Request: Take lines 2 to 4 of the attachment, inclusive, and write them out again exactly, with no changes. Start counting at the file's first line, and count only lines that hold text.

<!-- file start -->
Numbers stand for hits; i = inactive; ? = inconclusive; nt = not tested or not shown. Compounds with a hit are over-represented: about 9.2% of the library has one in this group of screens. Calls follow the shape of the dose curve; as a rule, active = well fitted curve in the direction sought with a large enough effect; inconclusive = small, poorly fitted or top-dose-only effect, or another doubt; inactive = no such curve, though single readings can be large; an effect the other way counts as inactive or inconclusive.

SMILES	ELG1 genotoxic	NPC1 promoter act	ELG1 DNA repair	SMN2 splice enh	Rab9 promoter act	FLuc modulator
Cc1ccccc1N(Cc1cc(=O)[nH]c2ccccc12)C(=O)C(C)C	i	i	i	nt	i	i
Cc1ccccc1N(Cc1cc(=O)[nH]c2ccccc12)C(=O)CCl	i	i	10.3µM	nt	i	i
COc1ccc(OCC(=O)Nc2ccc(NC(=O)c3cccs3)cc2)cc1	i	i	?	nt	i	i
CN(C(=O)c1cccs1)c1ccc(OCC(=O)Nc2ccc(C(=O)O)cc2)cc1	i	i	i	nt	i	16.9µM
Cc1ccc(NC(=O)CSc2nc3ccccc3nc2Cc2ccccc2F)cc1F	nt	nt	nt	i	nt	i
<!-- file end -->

SMILES	ELG1 genotoxic	NPC1 promoter act	ELG1 DNA repair	SMN2 splice enh	Rab9 promoter act	FLuc modulator
Cc1ccccc1N(Cc1cc(=O)[nH]c2ccccc12)C(=O)C(C)C	i	i	i	nt	i	i
Cc1ccccc1N(Cc1cc(=O)[nH]c2ccccc12)C(=O)CCl	i	i	10.3µM	nt	i	i